An outline of the Ant Colon Reductionmethodology and its applications
Tailoring of mechanisms
The ACR method is not the only way to reduce mechanisms, a range of methods have been developed during the last few decades and many of them are available in the open litterature. Our ACR method has two strong advantages: It can produce smaller mechanisms than the other methods, and it can be used to tailor mechanisms of different size and accuracy. The tailoring process makes it much more releveant for industiral applications: you get exactly what you need, no more , no less!
A brief description
The Tailored Chemistry team has developed the Ant Colony Reduction (ACR) algorithm for reduction of the number of reactions in extensive chemical mechanisms. ACR is an adaptation of the family of algorithms called Ant-Colony Optimisation (ACO), which are used to find an optimal path from a start node to an end node through a graph of edges and nodes. The problem to solve is “how to minimise the number of species and reactions, while maximising the agreement with chosen targets?”. In this case, the nodes are species and the reactions are edges.
Which species and reactions that are important for a given target might not always be known and comprehensive mechanisms can contain tens of thousands of reactions and thousands of species. The ACR approach uses ants in a similar fashion as any ACO algorithm. The start node is an initial species and the end node is a product species. Ants walk along the reactions with probability governed by a static value related to rate of production of the comprehensive mechanism (instead of inverse distance) and a dynamic pheromone value. When an ant has found the end node, the reactions and species it passed forms a reduced mechanism.
The ACR method was developed for reduction of complex mechanism describing combustion chemistry of biofuels. It was implemented to create small mechanisms that accurately reproduced the results of complex mechanisms with respect to ignition, flame propagation and extinction. First academic projects concerned combustion of small alcohol biofuels, where ACR produced the smallest available mechanisms, as described in scientific publications 1 and 5 below.
It has since then been further developed for alkanes that are surrogates for petroleum fuels, like n-heptan presented in publication 4, and biodiesel model fuels like methyl decenoate described in publication 6. The figure below is a summary of publication 6 where the ACR mechanism has a size of 0.7% of the complex mechanism. The size of the reduced mechanisms vary dependent on the demands for accuracy and the range of conditions that the mechanism should be able to describe, but commonly the number of species are in the range 15 to 50 and number of reactions 30 to 200. The lower part of these ranges are for small hydrocarbon and alcohol fuels, while the larger mechanisms are for long chain fuels like the biodiesel surrogates.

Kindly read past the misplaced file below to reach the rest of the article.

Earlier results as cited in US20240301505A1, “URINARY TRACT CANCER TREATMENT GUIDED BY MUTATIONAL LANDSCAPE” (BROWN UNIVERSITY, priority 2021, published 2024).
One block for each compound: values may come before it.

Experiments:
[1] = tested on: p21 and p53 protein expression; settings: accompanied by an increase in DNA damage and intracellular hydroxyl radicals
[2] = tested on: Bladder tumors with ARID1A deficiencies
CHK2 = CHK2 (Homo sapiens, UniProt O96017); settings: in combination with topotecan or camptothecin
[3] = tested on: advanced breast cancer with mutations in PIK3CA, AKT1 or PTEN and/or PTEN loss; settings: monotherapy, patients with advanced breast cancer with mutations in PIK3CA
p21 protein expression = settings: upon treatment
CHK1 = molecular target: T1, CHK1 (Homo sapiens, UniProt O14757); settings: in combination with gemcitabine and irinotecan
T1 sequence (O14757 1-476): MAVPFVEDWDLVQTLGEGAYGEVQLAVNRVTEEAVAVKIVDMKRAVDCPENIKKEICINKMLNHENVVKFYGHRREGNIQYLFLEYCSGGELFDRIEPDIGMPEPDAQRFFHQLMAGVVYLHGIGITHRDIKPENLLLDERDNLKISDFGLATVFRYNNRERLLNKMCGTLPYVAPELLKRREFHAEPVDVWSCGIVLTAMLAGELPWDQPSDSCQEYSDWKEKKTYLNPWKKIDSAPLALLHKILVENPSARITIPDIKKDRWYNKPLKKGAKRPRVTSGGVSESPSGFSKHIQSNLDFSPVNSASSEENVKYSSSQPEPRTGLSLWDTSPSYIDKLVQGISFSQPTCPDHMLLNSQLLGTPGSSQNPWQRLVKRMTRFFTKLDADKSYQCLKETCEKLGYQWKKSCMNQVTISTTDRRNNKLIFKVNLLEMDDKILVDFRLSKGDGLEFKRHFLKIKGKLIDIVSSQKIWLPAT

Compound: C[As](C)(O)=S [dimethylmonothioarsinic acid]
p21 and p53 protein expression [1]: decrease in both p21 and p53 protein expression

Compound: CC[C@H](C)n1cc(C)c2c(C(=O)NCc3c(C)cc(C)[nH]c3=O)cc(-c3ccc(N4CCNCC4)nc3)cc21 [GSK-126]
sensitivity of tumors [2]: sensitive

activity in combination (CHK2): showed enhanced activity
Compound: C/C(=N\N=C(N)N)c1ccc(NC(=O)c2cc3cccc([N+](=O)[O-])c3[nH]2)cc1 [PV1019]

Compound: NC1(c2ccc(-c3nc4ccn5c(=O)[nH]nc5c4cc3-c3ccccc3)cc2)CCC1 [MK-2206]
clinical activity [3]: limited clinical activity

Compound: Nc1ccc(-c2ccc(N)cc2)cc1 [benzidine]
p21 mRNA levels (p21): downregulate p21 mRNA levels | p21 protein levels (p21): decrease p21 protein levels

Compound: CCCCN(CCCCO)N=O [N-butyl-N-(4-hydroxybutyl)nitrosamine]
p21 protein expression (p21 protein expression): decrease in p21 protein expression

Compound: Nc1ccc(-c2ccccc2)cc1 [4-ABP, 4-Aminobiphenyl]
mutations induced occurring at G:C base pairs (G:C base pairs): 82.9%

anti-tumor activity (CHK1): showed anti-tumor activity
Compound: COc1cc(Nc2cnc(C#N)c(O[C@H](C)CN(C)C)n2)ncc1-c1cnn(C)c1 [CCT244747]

The ACR method can be applied to any chemical system and it has, in an academic context, been applied to models of air pollution chemistry in street environments, see publications 1 and 3 below. The used of reduced mechanisms for air pollution chemistry enable CFD simulations of street canyon environments, including both turbulence and chemical reactions. The reduced mechanisms are used in a scientific project at Lund University, where researchers from the division of Combustion Physics and the department of Energy Sciences collaborate to bring the best chemistry models and the state of the art CFD to the air quality modeling community. A long term goal is to make CFD of street environments become efficient enough to aid in city planning.
Recently projects have been initiated to use ACR to reduce chemical mechanisms for modeling of catalysis process and for battery fires. These are new and challenging fields that we hope to add to our commercialcapabilities within short.
Future challenges are simulations of biomedical systems and industrial chemical reactors. In short, we can
reduce the size of any chemical reaction system.
Tailored chemical mechanisms for simulation of urban air pollution
Joelsson, Lars Magnus T., Christoffer Pichler, and Elna JK Nilsson. WIT Transactions on Ecology and the Environment 230 (2018): 165-176.
Reduced kinetic mechanism for methanol combustion in Spark-Ignition engines
Pichler, Christoffer, and Elna JK Nilsson. Energy & fuels 32.12 (2018): 12805-12813.
Tailored reduced kinetic mechanisms for atmospheric chemistry modeling
Joelsson, L. M. T., C. Pichler, and E. J. K. Nilsson. Atmospheric Environment 213 (2019): 675-685
Analysis of important chemical pathways of n-heptane combustion in small skeletal mechanisms
Pichler, C., Nilsson, E. J. K, Energy & Fuels, 34 (2019): 758-768
Pathway analysis of skeletal kinetic mechanisms for small alcohol fuels at engine conditions
Pichler, C., Nilsson, E. J. K., Fuel, 275 (2020): 117956.
Composition of Reduced Mechanisms for Ignition of Biodiesel Surrogates
Pichler, C., Nilsson, E. J. K., Fuels, 1 (2020):15-29.